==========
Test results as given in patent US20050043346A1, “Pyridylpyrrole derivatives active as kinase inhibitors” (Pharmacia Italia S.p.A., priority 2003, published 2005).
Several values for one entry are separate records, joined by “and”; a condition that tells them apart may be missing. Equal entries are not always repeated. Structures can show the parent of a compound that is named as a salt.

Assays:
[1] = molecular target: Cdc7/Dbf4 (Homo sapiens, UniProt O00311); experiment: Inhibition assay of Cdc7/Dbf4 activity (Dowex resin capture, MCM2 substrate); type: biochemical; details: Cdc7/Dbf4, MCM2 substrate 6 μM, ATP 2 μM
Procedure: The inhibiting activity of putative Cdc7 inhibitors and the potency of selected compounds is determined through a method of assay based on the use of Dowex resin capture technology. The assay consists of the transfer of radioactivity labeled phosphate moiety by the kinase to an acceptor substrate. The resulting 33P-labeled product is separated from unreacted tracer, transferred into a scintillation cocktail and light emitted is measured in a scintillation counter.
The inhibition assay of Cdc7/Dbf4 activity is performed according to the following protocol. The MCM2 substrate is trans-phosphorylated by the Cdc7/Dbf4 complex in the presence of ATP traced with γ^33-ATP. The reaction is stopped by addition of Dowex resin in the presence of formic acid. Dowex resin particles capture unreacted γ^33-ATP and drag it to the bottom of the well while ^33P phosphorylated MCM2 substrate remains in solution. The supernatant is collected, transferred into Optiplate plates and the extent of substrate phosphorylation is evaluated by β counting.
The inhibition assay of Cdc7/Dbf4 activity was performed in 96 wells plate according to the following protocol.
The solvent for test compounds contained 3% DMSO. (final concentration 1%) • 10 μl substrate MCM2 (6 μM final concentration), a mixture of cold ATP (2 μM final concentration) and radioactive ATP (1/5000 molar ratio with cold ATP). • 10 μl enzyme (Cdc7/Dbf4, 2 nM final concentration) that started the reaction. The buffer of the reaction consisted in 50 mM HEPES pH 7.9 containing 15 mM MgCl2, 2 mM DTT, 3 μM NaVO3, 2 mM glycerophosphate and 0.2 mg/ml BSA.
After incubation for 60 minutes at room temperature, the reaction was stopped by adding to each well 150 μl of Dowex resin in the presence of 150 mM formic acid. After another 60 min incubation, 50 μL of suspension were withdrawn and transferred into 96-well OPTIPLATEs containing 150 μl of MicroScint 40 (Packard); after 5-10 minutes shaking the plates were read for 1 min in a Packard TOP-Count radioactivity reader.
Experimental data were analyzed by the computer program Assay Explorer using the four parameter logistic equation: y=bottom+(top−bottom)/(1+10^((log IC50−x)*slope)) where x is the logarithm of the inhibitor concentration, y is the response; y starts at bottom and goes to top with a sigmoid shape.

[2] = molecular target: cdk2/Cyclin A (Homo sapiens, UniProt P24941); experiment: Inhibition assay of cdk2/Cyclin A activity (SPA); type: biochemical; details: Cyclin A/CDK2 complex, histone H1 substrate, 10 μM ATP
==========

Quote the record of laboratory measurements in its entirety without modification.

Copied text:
Test results as given in patent US20050043346A1, “Pyridylpyrrole derivatives active as kinase inhibitors” (Pharmacia Italia S.p.A., priority 2003, published 2005).
Several values for one entry are separate records, joined by “and”; a condition that tells them apart may be missing. Equal entries are not always repeated. Structures can show the parent of a compound that is named as a salt.

Assays:
[1] = molecular target: Cdc7/Dbf4 (Homo sapiens, UniProt O00311); experiment: Inhibition assay of Cdc7/Dbf4 activity (Dowex resin capture, MCM2 substrate); type: biochemical; details: Cdc7/Dbf4, MCM2 substrate 6 μM, ATP 2 μM
Procedure: The inhibiting activity of putative Cdc7 inhibitors and the potency of selected compounds is determined through a method of assay based on the use of Dowex resin capture technology. The assay consists of the transfer of radioactivity labeled phosphate moiety by the kinase to an acceptor substrate. The resulting 33P-labeled product is separated from unreacted tracer, transferred into a scintillation cocktail and light emitted is measured in a scintillation counter.
The inhibition assay of Cdc7/Dbf4 activity is performed according to the following protocol. The MCM2 substrate is trans-phosphorylated by the Cdc7/Dbf4 complex in the presence of ATP traced with γ^33-ATP. The reaction is stopped by addition of Dowex resin in the presence of formic acid. Dowex resin particles capture unreacted γ^33-ATP and drag it to the bottom of the well while ^33P phosphorylated MCM2 substrate remains in solution. The supernatant is collected, transferred into Optiplate plates and the extent of substrate phosphorylation is evaluated by β counting.
The inhibition assay of Cdc7/Dbf4 activity was performed in 96 wells plate according to the following protocol.
The solvent for test compounds contained 3% DMSO. (final concentration 1%) • 10 μl substrate MCM2 (6 μM final concentration), a mixture of cold ATP (2 μM final concentration) and radioactive ATP (1/5000 molar ratio with cold ATP). • 10 μl enzyme (Cdc7/Dbf4, 2 nM final concentration) that started the reaction. The buffer of the reaction consisted in 50 mM HEPES pH 7.9 containing 15 mM MgCl2, 2 mM DTT, 3 μM NaVO3, 2 mM glycerophosphate and 0.2 mg/ml BSA.
After incubation for 60 minutes at room temperature, the reaction was stopped by adding to each well 150 μl of Dowex resin in the presence of 150 mM formic acid. After another 60 min incubation, 50 μL of suspension were withdrawn and transferred into 96-well OPTIPLATEs containing 150 μl of MicroScint 40 (Packard); after 5-10 minutes shaking the plates were read for 1 min in a Packard TOP-Count radioactivity reader.
Experimental data were analyzed by the computer program Assay Explorer using the four parameter logistic equation: y=bottom+(top−bottom)/(1+10^((log IC50−x)*slope)) where x is the logarithm of the inhibitor concentration, y is the response; y starts at bottom and goes to top with a sigmoid shape.

[2] = molecular target: cdk2/Cyclin A (Homo sapiens, UniProt P24941); experiment: Inhibition assay of cdk2/Cyclin A activity (SPA); type: biochemical; details: Cyclin A/CDK2 complex, histone H1 substrate, 10 μM ATP